by Coye Bouyer
LANSING, MI – A pastor friend of mine here in the city always asks me this question when he sees me, “How can we play together?” When I think of his question, my mind is drawn to an image of two individuals at the park playing basketball on opposite ends of the court, both practicing to better their individual games.
When Jesus prays for believers, “that all of His disciples may be one,” His prayer is analogous to the oneness He enjoys with the Father. Jesus further fleshes this out when He says, ‘just as you are in me and I am in you (v. 21),’ as if to say we can think and function as one. Here, Jesus is drawing our attention to the biblical concept of Oneness.
When we think about the concept of oneness, it is a concept that does not start with Jesus in the Gospel of John, rather it flows throughout the Bible. In creation God says, it is not good for Adam to be alone and so God makes Eve, a helper who is suitable for Adam. Adam then declares that “a man shall leave his father and mother and cling (be bonded) to his wife as the two become one flesh (2:24). When Adam makes this statement part of his point is that he and Eve will perform (function) as one together.
In the New Testament, we see Jesus telling Peter that He will build His church (Ekklesia) on this rock (Matt. 16:18). Church is not plural but singular speaking of one Church. And while there are many local assemblies, all local assemblies still represent the one Ekklesia (church). Moreover, in Ephesians we read that Jesus takes both groups, Jew and Gentile and reconciles them both back to their God and Father.
Jesus reconciles them by the same means, the Cross and preaches the same message to both (those who were far off and those who were near). This is significant because while they are two separate and distinct groups, Christ has brought them into one body making peace between the two (2:14).
Paul informs the Corinthian church that the servants of Christ are one (3:8) symbolizing that while they, their works, and even their rewards are distinct, their purpose is one. Paul’s point is that they possess the same goal, and that is to see God grow the seeds they either helped to plant or water. Moreover, Paul also informs the Corinthian Church that the church must work in peace as opposed to division when it comes to the diversity of gifts given to the one church body.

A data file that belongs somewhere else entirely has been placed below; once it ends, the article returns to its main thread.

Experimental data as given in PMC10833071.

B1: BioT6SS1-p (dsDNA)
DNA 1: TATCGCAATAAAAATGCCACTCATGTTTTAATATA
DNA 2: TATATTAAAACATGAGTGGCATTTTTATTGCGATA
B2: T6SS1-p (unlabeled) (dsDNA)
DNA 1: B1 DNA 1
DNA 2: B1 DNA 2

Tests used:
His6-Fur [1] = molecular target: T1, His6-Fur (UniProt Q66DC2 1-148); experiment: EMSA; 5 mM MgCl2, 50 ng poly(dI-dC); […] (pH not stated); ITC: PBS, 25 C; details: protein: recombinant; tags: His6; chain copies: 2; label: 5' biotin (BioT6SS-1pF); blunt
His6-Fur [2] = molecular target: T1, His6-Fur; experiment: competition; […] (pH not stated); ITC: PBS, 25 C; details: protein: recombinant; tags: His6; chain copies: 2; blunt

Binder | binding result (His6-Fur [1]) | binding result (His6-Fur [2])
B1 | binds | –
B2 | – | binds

For the display of unity is so compelling and so un-worldly, that our oneness becomes explainable only through the message of Christ. What if those two young men at the basketball court working at opposite ends for the same purpose, to get better, decided to play together. Not only would they increase the chances of their purpose, but they would perform better together giving others a positive example of what can happen when the two work together in peace. So church, today let us walk as one, because ‘We Are One.’
ABOUT THE AUTHOR
Coye L. Bouyer is the founding pastor of Kingdom Life Church in Lansing, MI where he has served since March of 2010. Pastor Bouyer recently stepped into the Diversity Ambassador role for the BSCM and firmly believes that he was not only called to Preach the Gospel as part of the process of reconciliation of man to God, but also using any platform as a bridge of reconciliation of man to man, and even more so amongst the brethren. Pastor Bouyer and his lovely wife Keturah (Gen. 25:1) have been married four over 20 years and have four children; Sierra, Seth, Cayla and Coye II.